20. Quanjer PH, Stanojevic S, Cole TJ, et al. Global Lung Function Initiative. Multi-ethnic reference values for spirometry for the 3-95year age range. The Global Lung Function 2012 equations. Eur Respir J. 1993;6(Supplement 16):5-40. doi:

21. Fabbri LM. Smoking, not COPD, as the disease. N Engl J Med. 2016;374(19):1885-1886. doi:

22. Global Initiative for Chronic Obstructive Disease (GOLD). Global strategy for the diagnosis, management, and prevention of chronic obstructive pulmonary disease, 2016 report. GOLD website. Published 2016. Accessed September 2020.

23. Woolcock AJ, Vincent NJ, Macklem PT. Frequency dependence of compliance as a test for obstruction in small airways. J Clin Invest. 1969;48(6):1097-1106. doi:

24. Mead J. The lung's "quiet zone." N Engl J Med. 1970;282(23):1318-1319. doi:

25. Hogg JC, Williams J, Richardson JB, et al. Age as a factor in the distribution of lower airway conductance and in the pathologic anatomy of obstructive lung disease. N Engl J Med. 1970;282(23):1283-1287. doi:

26. Levine G, Housley F, Macleod P, et al. Gas exchange abnormalities in mild bronchitis and asymptomatic asthma. N Engl J Med. 1970;282(23):1277-1282. doi:

27. Macklem PT, Mead J. Resistance of central and peripheral airways measured by a retrograde catheter. J Appl Physiol. 1967;22(3):395-401. doi:

28. Hogg JC, Macklem PT, Thurlbeck WM. Site and nature of airway obstruction in chronic obstructive lung disease. N Engl J Med. 1968;278(25):1355-1360. doi:

29. Gelb AF, Gold WM, Wright RR, et al. Physiologic diagnosis of subclinical emphysema. Am Rev Respir Dis. 1973;107(1):50-63. doi:

30. Zamel N, Hogg J, Gelb A. Mechanisms of maximal expiratory airflow limitation in clinically unsuspected emphysema and obstruction of the peripheral airways. Am Rev Respir Dis. 1976;113(3):337-344.

31. Gelb AF, Zamel N. Simplified diagnosis of small-airway obstruction. N Engl J Med. 1973;288(8):395-398. doi:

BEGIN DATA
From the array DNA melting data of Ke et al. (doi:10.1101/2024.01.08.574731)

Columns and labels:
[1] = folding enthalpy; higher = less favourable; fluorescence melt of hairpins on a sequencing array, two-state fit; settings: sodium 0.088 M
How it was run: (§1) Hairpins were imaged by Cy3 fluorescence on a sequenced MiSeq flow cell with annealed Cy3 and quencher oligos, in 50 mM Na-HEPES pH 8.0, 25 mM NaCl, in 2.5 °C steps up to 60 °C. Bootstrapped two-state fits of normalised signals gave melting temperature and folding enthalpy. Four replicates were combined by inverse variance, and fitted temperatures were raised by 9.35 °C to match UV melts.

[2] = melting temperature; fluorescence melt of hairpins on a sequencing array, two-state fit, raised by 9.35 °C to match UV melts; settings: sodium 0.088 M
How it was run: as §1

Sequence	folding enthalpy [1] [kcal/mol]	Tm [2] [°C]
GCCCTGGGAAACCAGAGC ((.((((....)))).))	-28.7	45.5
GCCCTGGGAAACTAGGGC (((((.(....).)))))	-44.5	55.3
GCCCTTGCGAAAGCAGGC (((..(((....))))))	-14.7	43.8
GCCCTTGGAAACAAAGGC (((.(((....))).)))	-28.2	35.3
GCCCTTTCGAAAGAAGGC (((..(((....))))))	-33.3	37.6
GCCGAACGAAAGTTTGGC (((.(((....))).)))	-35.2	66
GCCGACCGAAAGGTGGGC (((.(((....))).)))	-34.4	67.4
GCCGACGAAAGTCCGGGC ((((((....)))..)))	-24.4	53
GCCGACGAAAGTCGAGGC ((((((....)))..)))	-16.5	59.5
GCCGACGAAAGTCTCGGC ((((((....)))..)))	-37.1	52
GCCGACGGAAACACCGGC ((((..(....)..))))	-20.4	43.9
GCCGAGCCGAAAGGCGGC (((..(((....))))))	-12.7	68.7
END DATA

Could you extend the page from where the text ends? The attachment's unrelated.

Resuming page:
32. Fry DL, Hyatt RE. Pulmonary mechanics. A unified analysis of the relationship between pressure, volume and gas flow in the lungs of normal and diseased subjects. Am J Med. 1960;29(4):672-689. doi:

33. Hutcheon M, Griffin P, Levison H, et al. Volume of isoflow. A new test in detection of mild abnormalities of lung mechanics. Am Rev Respir Dis. 1974;110(4):458-465.

34. Pride NB, Permutt S, Riley RL, et al. Determinants of maximal expiratory flow from the lungs. J Appl Physiol. 1967;23(5):646-662. doi:

35. Mead J, Turner JM, Macklem PT, et al. Significance of the relationship between lung recoil and maximum expiratory flow. J Appl Physiol. 1967;22(1):95-108. doi:

36. Cosio M, Ghezzo H, Hogg JC, et al. The relationship between structural changes in small airways and pulmonary function tests. N Engl J Med. 1977;298(23):1277-1281. doi:

37. Hogg JC, Chu F, Utokaparch S, et al. The nature of small-airway obstruction on chronic obstructive pulmonary disease. N Engl J Med. 2004;350(26):2645-2653. doi:

38. McDonough JE, Yuan R, Suzuki M, et al. Small-airway obstruction and emphysema in chronic obstructive pulmonary disease. N Engl J Med. 2011;365(17):1567-1575. doi:

39. Hogg JC, Wright JL, Wiggs BR, et al. Lung structure and function in cigarette smokers. Thorax. 1994;49(5):473-478. doi:

40. Tan WC, Hague CJ, Leipsic J, et al. Findings on thoracic computed tomography scans and respiratory outcomes in persons with and without chronic obstructive pulmonary disease: a population-based cohort study. PLoS ONE. 2016;1(11):e0166745. doi:

41. Hogg JC, Pare PD, Hackett TL. The contribution of small airway obstruction to the pathogenesis of chronic obstructive pulmonary disease. Physiol Rev. 2017;97(2):529-552. doi:

42. Stanojevic S, Wade A, Stocks J. Reference ranges for spirometry across all ages: a new approach. Am J Respir Crit Care Med. 2008;177(3):253-260. doi:

43. Gelb AF, Williams AJ, Zamel N. Spirometry: FEV1 vs FEF25-75 Percent. Chest. 1983;84(4):473-474. doi:

44. Morris ZQ, Coz B, Starosta D. An isolated reduction of the FEV3/FVC ratio is an indication of mild lung injury. Chest. 2013;144(4):1117-1123. doi:

45. Dilektasil AG, Porszasz J, Casaburi R, et al. A novel spirometric measure identifies mild COPD unidentified by standard criteria. Chest. 2016;150(5):1080-1090. doi:

46. Gelb AF, Yamamoto A, Verbeken EK, et al. Further studies of unsuspected emphysema in non-smoking asthmatics with persistent expiratory airflow obstruction. Chest. 2018;153(3):618-629. doi: